At this time of the year, we reflect on what we are thankful for, and typically one of the first things out of our mouths are our health and our family. Makes perfect sense as these are truly what matter to us, when all else is stripped away. The problem is, we forget to live that way the rest of the year.
Our family has an extra special reason to be thankful, and the Thanksgiving holiday weekend is a strong reminder, but not as you may think. We had a dreadful thing happen the Saturday/Sunday of Thanksgiving weekend in 2008.
The weekend that changed us forever
My hubby had never been a hunter, but decided to go on a weekend duck hunting orientation with some guys from work. The location was remote, plus he accidentally left his cell phone at home anyway. Because of the remote location, he met up with somebody and left his car near the interstate. We are in GA, but this happened to be a very wet and cold weekend. He left on Friday morning and was expected home sometime on Sunday afternoon.
That Sunday, I went with my youngest daughter, 15 at the time and another teenage friend, to IKEA in Atlanta (about 40 miles from my home). Just as I was getting in the car to leave, I get a call from a number I didn’t recognize. It was my hubby, who sounded horrible. He said, “I’m sick, baby”. He was calling from our local hospital ER phone. You have to realize, my hubby doesn’t go to the hospital. I asked “if he had a fever, did he catch pneumonia?”
Then he said, “I think I had a stroke”.
My first thought was to shrug it off, that he was overreacting, but it became apparent he wasn’t. I called my 17 year old son who was at home, to get his dad’s phone and to go directly to the hospital. I left from IKEA straightaway and headed there as well.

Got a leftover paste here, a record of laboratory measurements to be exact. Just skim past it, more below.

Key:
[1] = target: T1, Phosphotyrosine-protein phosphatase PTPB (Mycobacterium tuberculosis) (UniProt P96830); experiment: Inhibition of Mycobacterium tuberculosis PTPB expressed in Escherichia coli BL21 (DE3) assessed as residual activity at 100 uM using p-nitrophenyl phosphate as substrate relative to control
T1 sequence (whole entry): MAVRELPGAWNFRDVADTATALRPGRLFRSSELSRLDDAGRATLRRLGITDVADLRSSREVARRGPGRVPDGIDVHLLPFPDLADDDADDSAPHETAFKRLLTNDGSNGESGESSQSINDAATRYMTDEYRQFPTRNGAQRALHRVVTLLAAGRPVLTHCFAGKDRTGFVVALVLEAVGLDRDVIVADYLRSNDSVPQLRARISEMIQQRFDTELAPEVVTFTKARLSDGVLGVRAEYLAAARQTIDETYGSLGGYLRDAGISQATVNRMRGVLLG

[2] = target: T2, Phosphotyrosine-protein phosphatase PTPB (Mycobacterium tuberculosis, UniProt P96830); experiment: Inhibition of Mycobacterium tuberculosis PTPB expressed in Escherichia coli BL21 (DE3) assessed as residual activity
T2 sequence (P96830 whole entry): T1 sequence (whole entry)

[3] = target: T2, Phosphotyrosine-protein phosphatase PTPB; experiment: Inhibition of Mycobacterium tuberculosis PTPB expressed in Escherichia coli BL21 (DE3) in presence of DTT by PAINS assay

When I arrived, the had confirmed my husband had bleeding on the brain, but that it looked as if it had stopped. They were sending him to Emory University Hospital in Atlanta. At this point I knew it was serious, but didn’t understand how serious, and the local hospital didn’t explain.
Transferred to Emory
I chose not to ride in the ambulance as I thought I would want my car with me in the city. As soon as they left with him, I went home and grabbed 2 changes of clothes and a few toiletries. Then I went to Emory.
When I arrived, they had him in a Neurosciences ICU. The doctor had looked at his scan, and proceeded to tell me that hubby had suffered a brain aneurysm. The blood and spinal fluid were building pressure in his skull and they needed to release that. They also said he would be in the ICU for 14 days and the hospital for at least another 7. In my shock of the situation, I remember thinking “I’m gonna need more clothes”! That’s insane, when I think back!
This story is long, and I am not going to tell the whole thing here in this one post. I will tell you this, that my hubby is a walking miracle. He was in ICU for 11 days and then in a room for 2 days before going home. He has no lasting effects from the aneurysm. Everything they said could happen didn’t, with the exception of needing a shunt in his skull to drain spinal fluid. That is a surface procedure and not open skull!
While we were in the hospital, I saw several families lose their loved ones. It was very sad, and I felt a little guilty that my husband was doing so well. We know now that it was not his time.